After moving out on my own, I couldn’t afford much for food, so I ate really weird combinations or at my places of employment. I remember eating an entire carton of cottage cheese with crackers for lunch one time. Cereal and top ramen were often top on my list. At work, I ate fried foods or chips and candy. I built up a taste for salty and sweet. And, nothing was ever what I really wanted. Sometimes, I would cook on my day of, but I was still crafting my skill and it wasn’t Mom’s cooking. I put on weight and I started exercising more. I thought that it was all because of the lack of activity, not that my eating had changed. Not that I had new stresses I didn’t know how to deal with.
After I got married, things didn’t change much because of my work schedule and our incomes. I did cook a little more often – the rich baked casseroles I grew up with because they were cheap and went far. My weight evened out. I only worried about my eating because it wasn’t matching the food rules I had developed.
With my first child, I cooked well balanced meals and made sure that she was given food when she needed it. But I was often tired, and I developed eating out of exhaustion. After everyone went to bed, I would break out the cookies. When the older kids were at school, I’d break out something I didn’t want to share. I had no limits when I was on my own. Then I started getting sick. Every month my body seemed to reject food for a week and plague me with migraines. I’d lose 10 pounds and be so hungry I’d eat like crazy to make up for the week. Oddly, I did lose a lot of weight in a few months and before I knew it, I was below pre-pregnancy weight. I learned that if I ate too much sugar, fruits included, or fats it would send me into this downward spiral. I went a year with no sweets and little fats. Hormones helped.
When we decided to have my second child, I had to go off birth control and it started again. Upon becoming pregnant, the sickness wore off. I ate fruit like it was going out of style. I couldn’t get enough of it. I couldn’t lose weight as fast as I did with my first pregnancy, so I started doing thing that in the past would have made me very ill. I started eating large quantities of sugars and fats. I didn’t get sick; instead I put on the weight. At that time, phen phen was hitting the market. I decided to give it a try. The weight did come off, not all of it, but enough to make me happy. So I didn’t stay on the drugs very long – I didn’t like how I felt either. The weight quickly went back on because I hadn’t really changed much in my eating behaviors.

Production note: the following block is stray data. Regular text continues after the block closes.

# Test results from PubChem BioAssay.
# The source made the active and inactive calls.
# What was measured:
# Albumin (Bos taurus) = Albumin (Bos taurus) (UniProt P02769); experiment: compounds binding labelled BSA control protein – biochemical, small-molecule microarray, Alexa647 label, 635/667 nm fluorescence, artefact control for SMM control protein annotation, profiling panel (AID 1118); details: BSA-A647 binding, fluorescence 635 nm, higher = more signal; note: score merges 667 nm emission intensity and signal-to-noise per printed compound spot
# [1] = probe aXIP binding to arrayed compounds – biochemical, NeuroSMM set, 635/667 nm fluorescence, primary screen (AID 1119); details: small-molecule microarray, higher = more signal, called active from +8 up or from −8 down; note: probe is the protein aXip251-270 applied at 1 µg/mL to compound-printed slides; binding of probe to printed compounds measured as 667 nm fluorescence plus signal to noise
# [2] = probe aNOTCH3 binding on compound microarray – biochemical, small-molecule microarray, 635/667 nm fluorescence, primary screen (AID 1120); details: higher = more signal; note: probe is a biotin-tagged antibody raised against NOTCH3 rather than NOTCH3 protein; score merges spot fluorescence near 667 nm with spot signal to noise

This was the start of true diet yo-yoing. I tried many things that I heard about short of shots and further drugs. The cabbage soup diet made it where I couldn’t go out in public for a week. Other diets lasted longer and had better results. But, as soon as I started feeling good about my weight and shape, I’d go clothes shopping. Within a month, every time, the clothes would no longer fit and I’d be heavier.
I went to gyms, participated in competitions, saw nutritionists, and joined a 12 step group. Nothing stuck. The closest to something sticking was when I began this journey to get better and to hike long distance. I lost a lot of weight, but when the struggle became long with the winters, things went back to normal. Leading us to now.
Now, I am ready to give up dieting. My first step is to let my body know that I can eat what I want and that nothing will be off limits again (except milk for lactose reasons). Writing out my food history was a big help in realizing why I ate as I did and that eating that way no longer helps with them. Next I will discover what my feelings truly feel like.